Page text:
Oh, how it would come back to haunt the Austrian.
For a while, Tottenham's tweaking worked. Oezil and Sanchez often looked like Snow White, lost in the woods with seven hardworking men around them.
CHILLY: Arsenal stars like Mesut Oezil (above right) fail to warm Arsene Wenger's heart. PHOTO: AFP
But the visitors' early dominance also underlined their stubborn weakness. They couldn't score. Three goals in their previous six games (only one from open play) was a telling statistic.
Spurs' football was too much fumbling foreplay with no climax, like jittery teenagers still struggling with the growing pains of puberty.
And then, after half and hour, the Gunners rose from their slumber.
An angled drive from Walcott struck the top of the post so hard the vibrating woodwork must have registered on the Richter scale.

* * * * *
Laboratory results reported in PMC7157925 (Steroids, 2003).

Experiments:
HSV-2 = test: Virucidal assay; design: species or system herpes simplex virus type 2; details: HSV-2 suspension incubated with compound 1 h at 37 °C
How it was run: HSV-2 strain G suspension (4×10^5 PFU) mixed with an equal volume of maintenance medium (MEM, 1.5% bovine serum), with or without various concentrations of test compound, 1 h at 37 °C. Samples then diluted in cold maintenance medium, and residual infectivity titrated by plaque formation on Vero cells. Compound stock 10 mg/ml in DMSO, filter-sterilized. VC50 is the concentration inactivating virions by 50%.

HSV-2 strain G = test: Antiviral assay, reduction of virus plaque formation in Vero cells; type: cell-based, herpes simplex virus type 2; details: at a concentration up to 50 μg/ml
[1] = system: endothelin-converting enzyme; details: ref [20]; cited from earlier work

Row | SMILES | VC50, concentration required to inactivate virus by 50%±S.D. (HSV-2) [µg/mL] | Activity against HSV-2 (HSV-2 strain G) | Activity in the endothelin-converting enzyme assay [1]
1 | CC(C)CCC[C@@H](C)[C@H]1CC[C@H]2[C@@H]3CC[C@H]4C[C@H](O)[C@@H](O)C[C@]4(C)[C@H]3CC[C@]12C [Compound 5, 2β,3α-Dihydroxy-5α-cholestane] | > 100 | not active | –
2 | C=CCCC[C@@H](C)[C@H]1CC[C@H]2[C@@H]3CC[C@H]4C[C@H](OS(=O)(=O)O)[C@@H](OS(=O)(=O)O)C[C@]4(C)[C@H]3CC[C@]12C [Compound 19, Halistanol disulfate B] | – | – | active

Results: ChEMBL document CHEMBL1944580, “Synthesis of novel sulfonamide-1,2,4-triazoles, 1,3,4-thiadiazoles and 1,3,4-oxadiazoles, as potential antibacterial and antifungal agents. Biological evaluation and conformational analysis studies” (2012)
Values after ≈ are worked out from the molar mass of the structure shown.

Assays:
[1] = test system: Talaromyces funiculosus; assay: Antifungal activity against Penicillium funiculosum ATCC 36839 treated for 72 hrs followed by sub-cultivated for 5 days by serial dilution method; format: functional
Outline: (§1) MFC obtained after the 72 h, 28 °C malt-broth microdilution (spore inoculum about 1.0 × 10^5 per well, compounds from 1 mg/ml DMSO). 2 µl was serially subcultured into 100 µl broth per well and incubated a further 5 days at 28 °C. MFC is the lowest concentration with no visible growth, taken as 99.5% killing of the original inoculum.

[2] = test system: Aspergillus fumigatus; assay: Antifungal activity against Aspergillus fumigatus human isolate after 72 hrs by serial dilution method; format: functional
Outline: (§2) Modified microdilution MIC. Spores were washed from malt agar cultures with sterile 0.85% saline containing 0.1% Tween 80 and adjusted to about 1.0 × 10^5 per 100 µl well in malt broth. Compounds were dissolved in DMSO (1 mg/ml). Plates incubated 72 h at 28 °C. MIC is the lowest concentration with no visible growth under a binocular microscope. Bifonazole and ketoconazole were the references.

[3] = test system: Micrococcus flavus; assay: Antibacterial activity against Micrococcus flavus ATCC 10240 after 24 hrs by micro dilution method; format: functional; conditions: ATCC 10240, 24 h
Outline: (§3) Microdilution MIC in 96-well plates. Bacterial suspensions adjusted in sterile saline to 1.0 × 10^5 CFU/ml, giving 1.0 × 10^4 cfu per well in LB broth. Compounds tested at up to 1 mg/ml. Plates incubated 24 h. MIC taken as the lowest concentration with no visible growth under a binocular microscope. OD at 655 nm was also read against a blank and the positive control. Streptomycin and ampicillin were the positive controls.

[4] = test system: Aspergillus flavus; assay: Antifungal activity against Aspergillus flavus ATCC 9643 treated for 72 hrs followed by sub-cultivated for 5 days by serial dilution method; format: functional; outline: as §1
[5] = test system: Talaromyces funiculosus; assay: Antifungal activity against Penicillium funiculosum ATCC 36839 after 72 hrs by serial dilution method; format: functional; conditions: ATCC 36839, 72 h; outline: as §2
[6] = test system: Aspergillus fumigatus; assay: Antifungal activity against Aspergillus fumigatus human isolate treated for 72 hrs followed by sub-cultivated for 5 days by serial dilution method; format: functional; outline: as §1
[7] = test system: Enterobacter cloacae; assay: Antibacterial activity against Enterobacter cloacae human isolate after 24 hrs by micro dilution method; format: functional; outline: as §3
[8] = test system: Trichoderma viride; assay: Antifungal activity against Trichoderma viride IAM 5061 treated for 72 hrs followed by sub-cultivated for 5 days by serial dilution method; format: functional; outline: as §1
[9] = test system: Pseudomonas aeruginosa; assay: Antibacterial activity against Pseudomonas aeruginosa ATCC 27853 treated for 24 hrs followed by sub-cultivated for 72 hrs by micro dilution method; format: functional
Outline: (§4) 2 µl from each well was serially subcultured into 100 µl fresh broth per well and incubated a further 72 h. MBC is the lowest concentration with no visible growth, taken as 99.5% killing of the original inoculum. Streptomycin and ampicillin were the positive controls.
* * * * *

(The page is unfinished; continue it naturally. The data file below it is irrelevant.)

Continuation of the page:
The wobbling proved contagious.
On 42 minutes, Oezil's in-swinging free-kick got the fine headed goal it deserved. It's just a shame the goal came from the disoriented head of Wimmer.
At least a couple of Gunners were arguably in an offside position. The goal should've been chalked off and Wimmer's blushes spared.
But Arsenal had earned their half-time advantage.
So why Laurent Koscielny felt the need to line the penalty box with sticks of dynamite before hitting the detonator was a mystery.
Even when Mousa Dembele muscled his way towards the box in the 49th minute, the midfielder was meandering in a bull-in-search-of-a-china-shop kind of way.
But Koscielny stuck out a leg with all the subtlety of an Irish jigger to give away a butter-soft penalty. The foul was avoidable, the damage entirely self-inflicted.
Kane clipped his spot-kick straight down the middle. The Englishman loves derby day. He scored home and away against the Gunners last season.